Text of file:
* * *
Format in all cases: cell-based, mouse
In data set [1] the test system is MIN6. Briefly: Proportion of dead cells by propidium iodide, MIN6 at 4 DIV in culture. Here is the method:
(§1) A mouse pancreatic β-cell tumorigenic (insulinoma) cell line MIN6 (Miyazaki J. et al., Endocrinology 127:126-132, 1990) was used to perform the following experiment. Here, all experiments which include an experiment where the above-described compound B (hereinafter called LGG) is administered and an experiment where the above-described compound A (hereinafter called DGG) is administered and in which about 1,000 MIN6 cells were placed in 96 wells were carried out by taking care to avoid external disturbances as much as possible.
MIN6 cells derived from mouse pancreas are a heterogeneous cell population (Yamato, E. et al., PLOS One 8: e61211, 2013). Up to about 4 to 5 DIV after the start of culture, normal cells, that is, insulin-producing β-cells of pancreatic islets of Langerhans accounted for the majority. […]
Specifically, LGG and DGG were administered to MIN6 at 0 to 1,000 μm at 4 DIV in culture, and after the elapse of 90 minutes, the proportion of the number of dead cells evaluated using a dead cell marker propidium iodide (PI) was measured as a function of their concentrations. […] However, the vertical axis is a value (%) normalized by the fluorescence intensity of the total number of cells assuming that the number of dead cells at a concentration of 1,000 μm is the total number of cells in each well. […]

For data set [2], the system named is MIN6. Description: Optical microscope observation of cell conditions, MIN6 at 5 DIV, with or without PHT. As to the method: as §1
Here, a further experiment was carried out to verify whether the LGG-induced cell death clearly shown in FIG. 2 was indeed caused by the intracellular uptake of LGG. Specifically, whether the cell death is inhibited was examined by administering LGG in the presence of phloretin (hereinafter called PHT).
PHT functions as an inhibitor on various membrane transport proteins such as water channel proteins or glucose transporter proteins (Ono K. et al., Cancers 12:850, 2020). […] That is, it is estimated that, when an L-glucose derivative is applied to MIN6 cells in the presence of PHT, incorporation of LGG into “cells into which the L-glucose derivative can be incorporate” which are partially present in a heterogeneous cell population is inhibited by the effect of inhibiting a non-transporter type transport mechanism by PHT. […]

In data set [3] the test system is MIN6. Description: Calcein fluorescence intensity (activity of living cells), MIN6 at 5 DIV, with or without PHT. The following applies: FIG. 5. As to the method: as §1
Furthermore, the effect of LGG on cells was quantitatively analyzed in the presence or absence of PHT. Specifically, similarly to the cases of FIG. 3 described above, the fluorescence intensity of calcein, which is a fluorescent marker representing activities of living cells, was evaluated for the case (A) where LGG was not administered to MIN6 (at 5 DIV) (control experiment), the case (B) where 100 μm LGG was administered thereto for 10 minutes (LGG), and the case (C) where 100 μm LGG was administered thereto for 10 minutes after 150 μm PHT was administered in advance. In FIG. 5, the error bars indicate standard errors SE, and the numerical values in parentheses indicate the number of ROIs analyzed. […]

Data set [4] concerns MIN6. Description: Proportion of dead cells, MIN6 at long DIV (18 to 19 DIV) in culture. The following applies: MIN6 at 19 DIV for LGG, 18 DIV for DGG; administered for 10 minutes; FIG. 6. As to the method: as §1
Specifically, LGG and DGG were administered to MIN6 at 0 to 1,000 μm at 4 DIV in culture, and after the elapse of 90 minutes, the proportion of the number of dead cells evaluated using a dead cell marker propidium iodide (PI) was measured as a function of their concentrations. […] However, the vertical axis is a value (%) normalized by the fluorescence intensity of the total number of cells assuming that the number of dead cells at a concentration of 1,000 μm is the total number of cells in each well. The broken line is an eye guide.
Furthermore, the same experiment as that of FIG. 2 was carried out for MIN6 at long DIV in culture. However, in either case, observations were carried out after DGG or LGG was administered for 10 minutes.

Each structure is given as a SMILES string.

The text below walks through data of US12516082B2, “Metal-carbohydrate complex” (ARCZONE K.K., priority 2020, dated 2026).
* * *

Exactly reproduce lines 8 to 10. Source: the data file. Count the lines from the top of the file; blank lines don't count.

PHT functions as an inhibitor on various membrane transport proteins such as water channel proteins or glucose transporter proteins (Ono K. et al., Cancers 12:850, 2020). […] That is, it is estimated that, when an L-glucose derivative is applied to MIN6 cells in the presence of PHT, incorporation of LGG into “cells into which the L-glucose derivative can be incorporate” which are partially present in a heterogeneous cell population is inhibited by the effect of inhibiting a non-transporter type transport mechanism by PHT. […]

In data set [3] the test system is MIN6. Description: Calcein fluorescence intensity (activity of living cells), MIN6 at 5 DIV, with or without PHT. The following applies: FIG. 5. As to the method: as §1
Furthermore, the effect of LGG on cells was quantitatively analyzed in the presence or absence of PHT. Specifically, similarly to the cases of FIG. 3 described above, the fluorescence intensity of calcein, which is a fluorescent marker representing activities of living cells, was evaluated for the case (A) where LGG was not administered to MIN6 (at 5 DIV) (control experiment), the case (B) where 100 μm LGG was administered thereto for 10 minutes (LGG), and the case (C) where 100 μm LGG was administered thereto for 10 minutes after 150 μm PHT was administered in advance. In FIG. 5, the error bars indicate standard errors SE, and the numerical values in parentheses indicate the number of ROIs analyzed. […]